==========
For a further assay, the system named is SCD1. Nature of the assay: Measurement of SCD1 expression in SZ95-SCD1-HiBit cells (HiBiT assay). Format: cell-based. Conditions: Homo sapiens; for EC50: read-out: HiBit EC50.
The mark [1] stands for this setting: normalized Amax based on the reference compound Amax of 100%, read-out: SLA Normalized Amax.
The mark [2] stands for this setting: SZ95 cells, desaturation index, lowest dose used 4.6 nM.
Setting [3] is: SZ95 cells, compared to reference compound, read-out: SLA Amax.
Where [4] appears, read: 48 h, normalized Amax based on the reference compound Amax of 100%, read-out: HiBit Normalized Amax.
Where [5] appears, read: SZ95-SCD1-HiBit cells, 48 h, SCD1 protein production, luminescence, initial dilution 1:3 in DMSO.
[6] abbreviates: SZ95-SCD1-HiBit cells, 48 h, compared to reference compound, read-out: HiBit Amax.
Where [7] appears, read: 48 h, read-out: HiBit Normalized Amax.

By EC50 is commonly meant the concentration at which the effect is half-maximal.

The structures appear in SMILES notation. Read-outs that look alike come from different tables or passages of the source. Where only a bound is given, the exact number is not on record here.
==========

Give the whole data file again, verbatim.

For a further assay, the system named is SCD1. Nature of the assay: Measurement of SCD1 expression in SZ95-SCD1-HiBit cells (HiBiT assay). Format: cell-based. Conditions: Homo sapiens; for EC50: read-out: HiBit EC50.
The mark [1] stands for this setting: normalized Amax based on the reference compound Amax of 100%, read-out: SLA Normalized Amax.
The mark [2] stands for this setting: SZ95 cells, desaturation index, lowest dose used 4.6 nM.
Setting [3] is: SZ95 cells, compared to reference compound, read-out: SLA Amax.
Where [4] appears, read: 48 h, normalized Amax based on the reference compound Amax of 100%, read-out: HiBit Normalized Amax.
Where [5] appears, read: SZ95-SCD1-HiBit cells, 48 h, SCD1 protein production, luminescence, initial dilution 1:3 in DMSO.
[6] abbreviates: SZ95-SCD1-HiBit cells, 48 h, compared to reference compound, read-out: HiBit Amax.
Where [7] appears, read: 48 h, read-out: HiBit Normalized Amax.

By EC50 is commonly meant the concentration at which the effect is half-maximal.

The structures appear in SMILES notation. Read-outs that look alike come from different tables or passages of the source. Where only a bound is given, the exact number is not on record here.